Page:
, , , ,

Like most indigenous tribes the Maleku are permanently fighting for the preservation of its culture. The ritual dances continue to be taught and as always stories are told to the young boys by the elders about the tribes ancestors. In the villages the Tribes own language is spoken – Spanish is hardly heard.

The Maleku Indians comprises of approx. 800 members, who live on a government reservation, about 70 km from the Arenal volcano.

The Maleku explain to us the origins of the earth: “Our ancestors said that at the beginning Toca a large stone opened – from that stone came a person, he said you are the people Maleku. Toca also created a large bird, the Red Ara, the holy bird. He said this bird would represent the symbol of my creation, the Great Spirit in you.”

The Maleku are proud of their indigenous roots and strive to preserve and retain their inherited culture. Although they live very closely with other Costa Ricans of European extraction, they, unlike the tribes of the Bribri or Borukas in the more inaccessible mountains of the Talamanca region, succeed in the upholding of their traditions whilst living in the modern age.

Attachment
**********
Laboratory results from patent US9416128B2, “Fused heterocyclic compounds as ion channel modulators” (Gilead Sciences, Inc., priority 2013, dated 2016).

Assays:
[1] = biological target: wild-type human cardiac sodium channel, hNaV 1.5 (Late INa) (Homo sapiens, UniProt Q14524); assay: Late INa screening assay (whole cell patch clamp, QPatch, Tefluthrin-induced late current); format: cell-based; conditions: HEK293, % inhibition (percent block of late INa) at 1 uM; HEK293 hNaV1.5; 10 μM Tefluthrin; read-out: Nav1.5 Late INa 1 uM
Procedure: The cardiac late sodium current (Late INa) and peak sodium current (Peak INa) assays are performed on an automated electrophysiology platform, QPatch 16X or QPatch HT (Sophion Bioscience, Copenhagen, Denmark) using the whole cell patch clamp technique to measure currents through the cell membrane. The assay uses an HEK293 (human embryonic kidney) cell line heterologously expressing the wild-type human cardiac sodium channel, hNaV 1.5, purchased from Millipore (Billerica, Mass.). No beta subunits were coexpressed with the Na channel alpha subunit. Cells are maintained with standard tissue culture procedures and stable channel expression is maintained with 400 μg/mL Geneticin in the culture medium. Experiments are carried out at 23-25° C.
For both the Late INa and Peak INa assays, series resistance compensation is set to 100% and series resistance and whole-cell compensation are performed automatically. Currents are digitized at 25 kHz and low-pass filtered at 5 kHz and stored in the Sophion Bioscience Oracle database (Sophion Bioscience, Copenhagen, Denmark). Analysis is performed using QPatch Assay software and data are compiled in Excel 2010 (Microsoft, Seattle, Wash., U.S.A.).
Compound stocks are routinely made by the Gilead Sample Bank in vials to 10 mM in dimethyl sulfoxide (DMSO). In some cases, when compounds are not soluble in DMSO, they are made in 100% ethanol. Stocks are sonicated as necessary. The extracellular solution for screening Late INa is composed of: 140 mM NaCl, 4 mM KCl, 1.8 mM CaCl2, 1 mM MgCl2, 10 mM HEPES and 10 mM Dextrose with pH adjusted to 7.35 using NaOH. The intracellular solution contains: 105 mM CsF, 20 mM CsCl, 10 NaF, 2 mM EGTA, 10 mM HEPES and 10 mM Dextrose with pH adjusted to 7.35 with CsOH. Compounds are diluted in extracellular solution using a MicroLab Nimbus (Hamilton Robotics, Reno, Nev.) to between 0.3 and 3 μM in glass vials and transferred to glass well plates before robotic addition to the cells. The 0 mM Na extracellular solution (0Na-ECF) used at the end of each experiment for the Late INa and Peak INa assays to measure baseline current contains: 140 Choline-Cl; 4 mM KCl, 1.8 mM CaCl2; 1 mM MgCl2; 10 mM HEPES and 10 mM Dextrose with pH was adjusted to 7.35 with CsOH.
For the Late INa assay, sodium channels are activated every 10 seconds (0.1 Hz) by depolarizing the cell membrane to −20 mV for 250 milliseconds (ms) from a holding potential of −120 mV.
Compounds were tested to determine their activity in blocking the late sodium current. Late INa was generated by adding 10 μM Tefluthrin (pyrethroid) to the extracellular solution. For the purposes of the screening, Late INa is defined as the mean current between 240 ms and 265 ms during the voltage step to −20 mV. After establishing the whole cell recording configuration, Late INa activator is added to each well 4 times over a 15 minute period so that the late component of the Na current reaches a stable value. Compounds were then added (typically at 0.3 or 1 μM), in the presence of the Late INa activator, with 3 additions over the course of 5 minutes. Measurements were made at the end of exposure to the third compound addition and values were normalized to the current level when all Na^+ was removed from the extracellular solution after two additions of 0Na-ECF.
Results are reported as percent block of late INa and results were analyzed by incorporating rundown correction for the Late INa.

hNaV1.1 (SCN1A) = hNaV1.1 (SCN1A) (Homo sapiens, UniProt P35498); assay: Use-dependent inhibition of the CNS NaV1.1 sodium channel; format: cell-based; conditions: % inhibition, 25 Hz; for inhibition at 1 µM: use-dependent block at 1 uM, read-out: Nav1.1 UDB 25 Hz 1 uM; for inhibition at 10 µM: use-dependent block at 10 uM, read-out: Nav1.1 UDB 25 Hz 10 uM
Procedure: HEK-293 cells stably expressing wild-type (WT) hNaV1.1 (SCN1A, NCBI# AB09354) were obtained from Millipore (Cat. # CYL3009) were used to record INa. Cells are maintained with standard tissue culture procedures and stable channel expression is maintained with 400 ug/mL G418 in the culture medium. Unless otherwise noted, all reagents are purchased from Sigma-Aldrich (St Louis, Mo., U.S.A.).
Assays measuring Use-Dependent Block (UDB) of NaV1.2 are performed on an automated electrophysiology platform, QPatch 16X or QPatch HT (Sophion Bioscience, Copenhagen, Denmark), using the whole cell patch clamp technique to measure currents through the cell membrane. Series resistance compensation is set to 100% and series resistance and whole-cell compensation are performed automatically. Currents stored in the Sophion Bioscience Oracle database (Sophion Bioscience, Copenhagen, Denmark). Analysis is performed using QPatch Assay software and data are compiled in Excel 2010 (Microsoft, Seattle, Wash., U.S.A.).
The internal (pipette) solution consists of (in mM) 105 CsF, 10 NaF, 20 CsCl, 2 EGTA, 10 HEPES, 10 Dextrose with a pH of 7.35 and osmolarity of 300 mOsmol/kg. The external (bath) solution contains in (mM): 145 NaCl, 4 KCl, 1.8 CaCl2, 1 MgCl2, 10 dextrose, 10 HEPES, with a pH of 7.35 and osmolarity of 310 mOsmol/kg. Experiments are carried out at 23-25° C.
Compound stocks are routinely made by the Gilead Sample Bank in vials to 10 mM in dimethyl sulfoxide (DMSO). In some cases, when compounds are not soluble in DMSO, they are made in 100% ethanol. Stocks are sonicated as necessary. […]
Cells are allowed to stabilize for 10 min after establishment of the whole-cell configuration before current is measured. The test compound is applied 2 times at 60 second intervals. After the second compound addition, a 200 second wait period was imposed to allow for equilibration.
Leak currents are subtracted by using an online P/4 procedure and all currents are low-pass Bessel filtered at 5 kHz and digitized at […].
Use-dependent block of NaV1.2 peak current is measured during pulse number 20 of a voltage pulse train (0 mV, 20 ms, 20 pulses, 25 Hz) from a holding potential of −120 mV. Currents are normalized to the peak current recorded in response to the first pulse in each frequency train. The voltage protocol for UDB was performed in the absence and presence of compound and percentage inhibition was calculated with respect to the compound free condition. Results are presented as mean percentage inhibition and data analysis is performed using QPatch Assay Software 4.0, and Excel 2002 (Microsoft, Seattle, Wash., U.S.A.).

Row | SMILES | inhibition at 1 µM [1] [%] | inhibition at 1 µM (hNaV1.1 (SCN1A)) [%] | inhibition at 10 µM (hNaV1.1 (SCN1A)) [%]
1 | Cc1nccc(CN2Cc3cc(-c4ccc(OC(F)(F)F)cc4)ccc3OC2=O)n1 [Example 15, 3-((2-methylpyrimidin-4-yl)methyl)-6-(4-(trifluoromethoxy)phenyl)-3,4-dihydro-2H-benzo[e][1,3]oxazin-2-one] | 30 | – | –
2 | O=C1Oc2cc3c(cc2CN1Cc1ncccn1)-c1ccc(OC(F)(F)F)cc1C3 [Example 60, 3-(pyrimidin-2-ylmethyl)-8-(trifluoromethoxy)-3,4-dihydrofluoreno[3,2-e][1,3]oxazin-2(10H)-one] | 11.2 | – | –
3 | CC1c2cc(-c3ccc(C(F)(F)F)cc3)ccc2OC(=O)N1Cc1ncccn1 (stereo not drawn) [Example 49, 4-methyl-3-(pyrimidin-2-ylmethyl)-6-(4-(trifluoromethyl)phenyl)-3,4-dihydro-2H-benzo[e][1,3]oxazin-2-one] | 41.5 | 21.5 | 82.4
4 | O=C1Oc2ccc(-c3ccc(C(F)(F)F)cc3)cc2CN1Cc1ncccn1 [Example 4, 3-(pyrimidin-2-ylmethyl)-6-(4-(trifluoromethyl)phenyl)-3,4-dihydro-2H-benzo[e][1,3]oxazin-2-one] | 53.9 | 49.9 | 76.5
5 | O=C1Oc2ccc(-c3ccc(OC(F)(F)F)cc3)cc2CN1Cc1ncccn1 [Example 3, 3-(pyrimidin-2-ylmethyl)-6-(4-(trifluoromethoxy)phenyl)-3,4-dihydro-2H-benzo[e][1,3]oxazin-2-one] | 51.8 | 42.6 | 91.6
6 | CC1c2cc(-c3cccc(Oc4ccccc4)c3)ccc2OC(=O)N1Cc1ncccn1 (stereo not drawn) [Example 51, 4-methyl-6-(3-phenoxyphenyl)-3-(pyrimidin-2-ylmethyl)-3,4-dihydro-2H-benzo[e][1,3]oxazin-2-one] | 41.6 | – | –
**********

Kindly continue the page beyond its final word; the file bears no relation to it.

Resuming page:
In strong contradiction is the image of the villages, which are hardly typical, having been constructed over the last decades by the Costa Rican government for the members of this indigenous culture. They correspond in smallest detail to the traditional method of building. Thus the villages of the Maleku sometimes remind us of the all too well known impoverished city outskirts that can be seen throughout Latin America.

The reason why the Maleku hold so strongly to its language and culture is certainly its distinct pride and a warlike spirit. In Costa Rica, they are regarded as one of the more warlike indigenous peoples.

When one visits the villages of the Maleku, you notice the colourful and beautifully made drums and tribal costumes. In almost all houses their lives an artist and often it is the whole family that is involved in the production of the indigenous arts and crafts. Ritual animal figures as well as the jaguar decorate the costumes and other objects of the Maleku.